'Father Stu' review: Mark Wahlberg undergoes a spiritual awakening in tepid melodrama
Courtesy of Sony
There comes a point midway through Rosalind Ross’ “Father Stu,” where you ask yourself what drew heavyweight A-lister Mark Wahlberg to this project. Faith based movies in general are tough sells to anyone outside of the targeted demographic, maybe the Oscar nominee thought he would convert skeptics? Whatever the answer, “Father Stu” isn’t a compelling feature film. Based on the true story of former boxer Stuart Long, who became an actor in several commercials and then underwent a spiritual transformation, finding God and deciding to become a priest, “Father Stu” is uneven and never makes sense of the story it’s trying to tell. Instead, this commendable individual who turned his disappointing life around gets a rather unremarkable biopic treatment.
Those who fit within the mold of the “Faith Based” audience or devoured religious hits released from the Pure Flix label probably won’t find much qualms with “Father Stu” other than the foul language which earns the film a not-so Chrisitan friendly R rating. But anyone on the outside of the church spectrum trying to tap into the story won’t find much beyond preachy melodrama and a so-so performance from Wahlberg. It might have worked if not for questionable decisions (including the use of a distracting fat suit) in the latter half that adds insult to injury.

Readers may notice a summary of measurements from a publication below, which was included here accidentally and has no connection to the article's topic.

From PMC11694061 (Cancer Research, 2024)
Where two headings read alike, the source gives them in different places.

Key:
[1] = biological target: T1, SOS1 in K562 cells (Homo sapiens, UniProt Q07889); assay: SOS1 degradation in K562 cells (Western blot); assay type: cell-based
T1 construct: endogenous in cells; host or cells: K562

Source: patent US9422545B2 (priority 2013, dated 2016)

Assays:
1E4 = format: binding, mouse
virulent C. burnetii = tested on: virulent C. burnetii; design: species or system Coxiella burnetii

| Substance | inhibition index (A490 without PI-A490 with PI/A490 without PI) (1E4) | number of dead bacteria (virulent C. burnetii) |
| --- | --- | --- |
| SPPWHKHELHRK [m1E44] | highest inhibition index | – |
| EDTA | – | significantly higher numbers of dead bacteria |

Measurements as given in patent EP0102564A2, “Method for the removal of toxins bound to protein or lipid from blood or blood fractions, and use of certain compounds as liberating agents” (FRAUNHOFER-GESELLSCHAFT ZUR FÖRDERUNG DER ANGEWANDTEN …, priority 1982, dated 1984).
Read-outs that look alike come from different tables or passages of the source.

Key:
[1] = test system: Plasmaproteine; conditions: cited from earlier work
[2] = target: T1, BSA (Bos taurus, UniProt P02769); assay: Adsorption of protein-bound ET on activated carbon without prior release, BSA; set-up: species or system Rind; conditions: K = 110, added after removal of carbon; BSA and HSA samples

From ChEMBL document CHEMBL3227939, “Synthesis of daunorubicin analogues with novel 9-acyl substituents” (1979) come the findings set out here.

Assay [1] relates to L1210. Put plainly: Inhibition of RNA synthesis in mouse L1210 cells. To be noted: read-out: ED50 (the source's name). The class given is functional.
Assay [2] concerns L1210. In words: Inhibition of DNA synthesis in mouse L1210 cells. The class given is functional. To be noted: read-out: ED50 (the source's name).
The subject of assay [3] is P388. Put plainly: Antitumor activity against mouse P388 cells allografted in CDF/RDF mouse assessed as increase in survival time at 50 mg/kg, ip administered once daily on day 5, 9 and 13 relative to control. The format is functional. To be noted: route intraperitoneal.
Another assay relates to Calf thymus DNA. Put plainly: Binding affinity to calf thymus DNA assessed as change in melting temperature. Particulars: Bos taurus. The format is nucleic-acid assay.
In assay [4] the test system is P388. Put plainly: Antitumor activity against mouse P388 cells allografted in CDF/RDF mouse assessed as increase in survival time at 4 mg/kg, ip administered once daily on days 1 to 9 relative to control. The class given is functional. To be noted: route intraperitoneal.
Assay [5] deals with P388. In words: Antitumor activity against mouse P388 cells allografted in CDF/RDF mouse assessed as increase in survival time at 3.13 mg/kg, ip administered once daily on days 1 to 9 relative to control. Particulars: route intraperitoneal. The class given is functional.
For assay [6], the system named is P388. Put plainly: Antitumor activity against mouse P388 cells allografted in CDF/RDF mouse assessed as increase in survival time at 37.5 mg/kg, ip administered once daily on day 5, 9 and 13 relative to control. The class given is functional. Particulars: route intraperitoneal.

The story chronicles the adversity Stuart endured: from his meteoric rise and subsequent fall as an amateur boxer to aspiring movie actor which landed him in hot water with the law. But what pushed him on the path toward Jesus when all he could do was poke fun at religion? According to the movie, it was to win over a devout Catholic Hispanic woman (Teresa Ruiz) who convinced him to get baptized. But his spiritual awakening blossoms into something far greater than she could have imagined when, on what feels like a whim, he decides to become a pastor. It’s a major shift that, even though we already know it’s coming, still feels unorthodox, but those showing up probably won’t care for things like plausible narrative progression and tend to overlook quick montage edits.
It highlights a major problem with “Father Stu” in that it moves rather quickly between life events, including Stuart's troubled relationship, which the movie then tries to awkwardly salvage, with his estranged parents (Mel Gibson and Jacki Weaver) that began after a horrific family tragedy during childhood. Evident by how glossy and artificial the material is approached, “Father Stu” hopes to jumpstart dialogues on conversions and forgiveness. Wahlberg, to his credit, showcases Stuart’s charm without overplaying his hand in that textbook Marky-Mark nice guy persona, meanwhile Gibson attempts to emulate emotional heft though Ross’ script doesn’t allow much wiggle room beyond the classic “I was a bad father” inferiority complex.
“Father Stu” never diminishes Stuart Long’s accomplishment so much as it doesn’t let them sink in. I understand he was someone who used a different verbiage than traditional priests, but that can’t be all, can it? The movie never makes a case for its existence besides Wahlberg looking for an awards vehicle, which makes you wonder if he’s removed from the equation, does “Father Stu” still get made? Perhaps, and maybe it doesn’t feel as half-hazardly constructed and finds commonality for all audiences.
FATHER STU opens in theaters Wednesday, April 13th.